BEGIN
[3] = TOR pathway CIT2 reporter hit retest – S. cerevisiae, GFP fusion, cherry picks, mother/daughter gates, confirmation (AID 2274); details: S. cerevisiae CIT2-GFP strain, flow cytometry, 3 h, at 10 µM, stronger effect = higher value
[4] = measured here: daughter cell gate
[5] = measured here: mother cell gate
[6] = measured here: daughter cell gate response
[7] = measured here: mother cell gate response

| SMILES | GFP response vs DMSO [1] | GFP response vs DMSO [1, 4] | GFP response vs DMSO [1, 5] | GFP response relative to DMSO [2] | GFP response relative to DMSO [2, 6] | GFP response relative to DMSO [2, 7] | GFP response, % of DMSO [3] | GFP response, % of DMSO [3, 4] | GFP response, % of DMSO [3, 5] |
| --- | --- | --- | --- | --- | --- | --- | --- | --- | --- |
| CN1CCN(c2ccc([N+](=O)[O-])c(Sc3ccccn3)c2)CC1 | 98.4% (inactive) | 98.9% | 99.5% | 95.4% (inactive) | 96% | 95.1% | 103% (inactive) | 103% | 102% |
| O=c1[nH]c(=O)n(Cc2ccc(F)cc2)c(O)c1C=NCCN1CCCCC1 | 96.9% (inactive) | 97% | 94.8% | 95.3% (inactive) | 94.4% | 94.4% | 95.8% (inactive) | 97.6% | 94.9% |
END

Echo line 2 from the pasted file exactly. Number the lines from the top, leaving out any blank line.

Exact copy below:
[4] = measured here: daughter cell gate